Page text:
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I have a very simple problem. I have a data frame with multiple rows and columns. My rows represents points in time. My columns are potential conditions and my cells are the probabilities that those conditions occurred at a specfic time.

I would like to take this information and output to a PDF table. Additionally, I'd like to add coloring to this. For example < 60% grey text. 60-75 green text. 75+ bright green.

Is there anyway to do this?

Additionally, would it be possible to have one column in my PDF output which consists of horizontal bars. The size of the bars would be based on my cell values as well. Ideally, I could apply coloring to this as well.

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Related question: stackoverflow.com/questions/9310971/… –  Vincent Zoonekynd Apr 11 '12 at 2:09
If HTML is also an option (as implied by your title) you should also check out the hwriter package. –  joran Apr 11 '12 at 2:24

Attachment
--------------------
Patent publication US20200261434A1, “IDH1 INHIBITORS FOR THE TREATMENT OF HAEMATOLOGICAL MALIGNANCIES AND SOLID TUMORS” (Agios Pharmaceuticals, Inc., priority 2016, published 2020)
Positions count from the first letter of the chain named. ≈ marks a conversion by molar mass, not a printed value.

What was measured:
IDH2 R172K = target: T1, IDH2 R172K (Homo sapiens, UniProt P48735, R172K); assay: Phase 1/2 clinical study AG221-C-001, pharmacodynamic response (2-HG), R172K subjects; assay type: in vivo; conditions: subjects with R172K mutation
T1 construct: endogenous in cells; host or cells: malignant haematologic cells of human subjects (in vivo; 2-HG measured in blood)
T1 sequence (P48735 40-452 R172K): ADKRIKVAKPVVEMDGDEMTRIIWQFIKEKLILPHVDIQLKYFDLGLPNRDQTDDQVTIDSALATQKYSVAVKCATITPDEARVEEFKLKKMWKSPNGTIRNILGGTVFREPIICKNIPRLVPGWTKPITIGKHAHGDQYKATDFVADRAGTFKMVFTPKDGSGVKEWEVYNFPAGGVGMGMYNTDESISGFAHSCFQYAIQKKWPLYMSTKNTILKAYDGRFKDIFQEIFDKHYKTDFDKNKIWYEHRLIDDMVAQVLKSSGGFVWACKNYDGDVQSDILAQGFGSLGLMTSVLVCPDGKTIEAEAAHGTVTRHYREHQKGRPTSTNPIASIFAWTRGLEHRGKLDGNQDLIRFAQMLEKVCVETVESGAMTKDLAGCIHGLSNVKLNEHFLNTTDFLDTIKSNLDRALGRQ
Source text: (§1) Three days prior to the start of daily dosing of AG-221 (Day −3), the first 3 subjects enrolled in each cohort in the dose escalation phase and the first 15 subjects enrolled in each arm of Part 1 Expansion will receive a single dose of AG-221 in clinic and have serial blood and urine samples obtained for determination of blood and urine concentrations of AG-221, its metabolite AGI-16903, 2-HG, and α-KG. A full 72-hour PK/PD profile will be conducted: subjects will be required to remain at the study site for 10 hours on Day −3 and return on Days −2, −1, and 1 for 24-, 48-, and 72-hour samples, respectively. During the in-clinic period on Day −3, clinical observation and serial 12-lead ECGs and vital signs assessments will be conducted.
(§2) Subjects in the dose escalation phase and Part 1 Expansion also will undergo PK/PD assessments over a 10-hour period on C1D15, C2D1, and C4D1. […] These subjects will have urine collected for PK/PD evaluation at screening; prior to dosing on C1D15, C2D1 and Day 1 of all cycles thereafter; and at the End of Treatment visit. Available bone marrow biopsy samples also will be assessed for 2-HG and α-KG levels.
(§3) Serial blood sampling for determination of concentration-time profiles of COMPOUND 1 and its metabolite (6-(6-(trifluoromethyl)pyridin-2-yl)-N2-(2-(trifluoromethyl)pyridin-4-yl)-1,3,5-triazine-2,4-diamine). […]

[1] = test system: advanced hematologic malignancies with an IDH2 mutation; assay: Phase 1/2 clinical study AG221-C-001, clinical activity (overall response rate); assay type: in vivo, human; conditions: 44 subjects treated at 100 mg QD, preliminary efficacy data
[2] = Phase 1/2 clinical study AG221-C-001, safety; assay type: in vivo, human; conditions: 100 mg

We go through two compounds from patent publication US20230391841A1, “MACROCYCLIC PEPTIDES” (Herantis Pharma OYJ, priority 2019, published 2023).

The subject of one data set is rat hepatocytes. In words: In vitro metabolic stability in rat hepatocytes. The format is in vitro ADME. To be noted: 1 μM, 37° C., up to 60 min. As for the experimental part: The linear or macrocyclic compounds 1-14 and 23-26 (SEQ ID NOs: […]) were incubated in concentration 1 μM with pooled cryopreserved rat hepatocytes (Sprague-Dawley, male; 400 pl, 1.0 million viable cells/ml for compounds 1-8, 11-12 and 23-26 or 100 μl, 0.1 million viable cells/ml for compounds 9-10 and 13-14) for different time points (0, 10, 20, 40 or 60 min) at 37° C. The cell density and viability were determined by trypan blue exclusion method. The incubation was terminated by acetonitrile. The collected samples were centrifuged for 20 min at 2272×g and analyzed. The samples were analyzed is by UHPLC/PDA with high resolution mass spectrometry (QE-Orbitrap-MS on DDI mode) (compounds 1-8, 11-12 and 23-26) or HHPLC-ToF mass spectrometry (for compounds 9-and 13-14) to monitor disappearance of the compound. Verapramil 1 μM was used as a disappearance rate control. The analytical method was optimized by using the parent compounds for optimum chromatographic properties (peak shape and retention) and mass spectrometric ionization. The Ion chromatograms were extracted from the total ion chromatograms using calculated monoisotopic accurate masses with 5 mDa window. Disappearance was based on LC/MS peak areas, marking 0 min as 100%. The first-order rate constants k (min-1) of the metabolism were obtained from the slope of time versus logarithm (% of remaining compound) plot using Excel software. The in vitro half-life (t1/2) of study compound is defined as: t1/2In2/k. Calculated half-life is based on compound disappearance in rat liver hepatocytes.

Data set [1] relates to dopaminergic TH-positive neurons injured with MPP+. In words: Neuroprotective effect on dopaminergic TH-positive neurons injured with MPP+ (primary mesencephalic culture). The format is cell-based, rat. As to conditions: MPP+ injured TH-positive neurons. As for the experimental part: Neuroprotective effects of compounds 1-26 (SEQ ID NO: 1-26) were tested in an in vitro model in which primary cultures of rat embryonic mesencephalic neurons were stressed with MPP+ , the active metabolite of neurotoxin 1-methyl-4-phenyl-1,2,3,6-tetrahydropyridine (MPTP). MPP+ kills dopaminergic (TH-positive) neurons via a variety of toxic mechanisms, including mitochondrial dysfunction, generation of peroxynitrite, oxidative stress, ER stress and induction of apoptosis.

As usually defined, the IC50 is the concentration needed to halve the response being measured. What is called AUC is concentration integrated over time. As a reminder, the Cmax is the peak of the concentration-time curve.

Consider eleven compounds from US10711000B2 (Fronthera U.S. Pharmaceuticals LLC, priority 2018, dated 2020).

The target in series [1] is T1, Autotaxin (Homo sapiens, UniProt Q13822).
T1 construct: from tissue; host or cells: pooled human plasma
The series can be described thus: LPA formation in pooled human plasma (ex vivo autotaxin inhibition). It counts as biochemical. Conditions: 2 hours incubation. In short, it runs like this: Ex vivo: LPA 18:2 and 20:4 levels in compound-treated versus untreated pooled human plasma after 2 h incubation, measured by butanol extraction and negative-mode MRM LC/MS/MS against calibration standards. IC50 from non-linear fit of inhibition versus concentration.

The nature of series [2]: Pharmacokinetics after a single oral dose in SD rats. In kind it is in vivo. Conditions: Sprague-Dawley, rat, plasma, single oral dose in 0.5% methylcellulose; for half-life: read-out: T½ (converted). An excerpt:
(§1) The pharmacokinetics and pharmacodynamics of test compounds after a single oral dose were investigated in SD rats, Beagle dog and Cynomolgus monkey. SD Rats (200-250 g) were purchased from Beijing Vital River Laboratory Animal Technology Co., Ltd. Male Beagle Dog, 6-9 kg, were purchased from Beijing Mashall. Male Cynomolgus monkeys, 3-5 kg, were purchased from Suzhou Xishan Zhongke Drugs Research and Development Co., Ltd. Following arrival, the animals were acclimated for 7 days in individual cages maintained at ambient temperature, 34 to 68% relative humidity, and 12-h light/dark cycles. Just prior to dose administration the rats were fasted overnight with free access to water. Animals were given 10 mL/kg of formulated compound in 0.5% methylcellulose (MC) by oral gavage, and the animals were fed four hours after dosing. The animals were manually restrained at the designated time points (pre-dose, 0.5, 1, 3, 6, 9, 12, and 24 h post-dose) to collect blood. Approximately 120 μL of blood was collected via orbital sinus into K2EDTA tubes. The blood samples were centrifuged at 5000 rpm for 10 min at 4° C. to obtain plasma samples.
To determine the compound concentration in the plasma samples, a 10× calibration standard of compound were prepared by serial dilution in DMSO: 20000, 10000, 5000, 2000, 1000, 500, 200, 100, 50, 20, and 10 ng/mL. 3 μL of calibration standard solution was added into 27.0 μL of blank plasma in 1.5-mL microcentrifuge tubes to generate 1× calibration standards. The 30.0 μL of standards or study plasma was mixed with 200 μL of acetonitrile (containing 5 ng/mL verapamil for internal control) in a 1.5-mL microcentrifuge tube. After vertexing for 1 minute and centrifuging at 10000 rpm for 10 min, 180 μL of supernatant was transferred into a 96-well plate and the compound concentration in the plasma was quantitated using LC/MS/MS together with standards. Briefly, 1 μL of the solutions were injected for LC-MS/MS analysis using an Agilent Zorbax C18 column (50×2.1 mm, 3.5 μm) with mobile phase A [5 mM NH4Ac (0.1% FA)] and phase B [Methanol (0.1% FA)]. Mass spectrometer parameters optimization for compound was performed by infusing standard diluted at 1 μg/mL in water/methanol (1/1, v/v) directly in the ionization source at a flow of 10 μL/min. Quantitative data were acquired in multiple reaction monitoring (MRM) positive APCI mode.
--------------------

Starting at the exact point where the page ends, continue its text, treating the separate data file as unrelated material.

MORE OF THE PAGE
2 Answers 2

up vote 5 down vote accepted

If you are willing to use LaTeX you could use Rd2roxygen, there is a range of ways to export tables from R to LaTeX or HTML.

If you do not want to use LaTeX you might be able to communicate the difference in your cells by using a heat map. Here is a nice example by Jason Bryer and another example.

Table from Jason Bryer's blog for the ones who do not have the time to clink the link above. Jason Bryer's heatmap

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why is Rd2roxygen relevant? typo? –  Yihui Apr 11 '12 at 21:02
The link to Jason Bryer's article is broken, here is the good link: jason.bryer.org/posts/2011-11-11/visualizing-likert-items.html –  Stéphane Laurent Jul 10 '13 at 8:42
@StéphaneLaurent, thanks. I updated the link. –  Eric Fail Jul 11 '13 at 13:04

Went with ggplot and a heatmap.

Sample code below.

df.m = melt(df)
df.m <- ddply(df.m, .(variable), transform,rescale = scale(value))
pp = ggplot(df.m, aes(x = variable, y = Time, fill = rescale, label = sprintf("%1.1f%%", 100*value),size=10))
pp = pp + geom_tile() + geom_text(aes(size=10)) + 
scale_x_discrete(name = '', expand = c(0, 0)) +
scale_y_discrete(name = '', expand = c(0, 0)) +
scale_fill_gradient2(low = 'grey', high = 'steelblue') +
theme_bw() +
opts(legend.position = 'none',
    panel.grid.major = theme_line(colour = NA),
    panel.grid.minor = theme_line(colour = NA))
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I'm interested in this example, but without viewing df it's hard to understand. –  Stéphane Laurent Jul 10 '13 at 8:39

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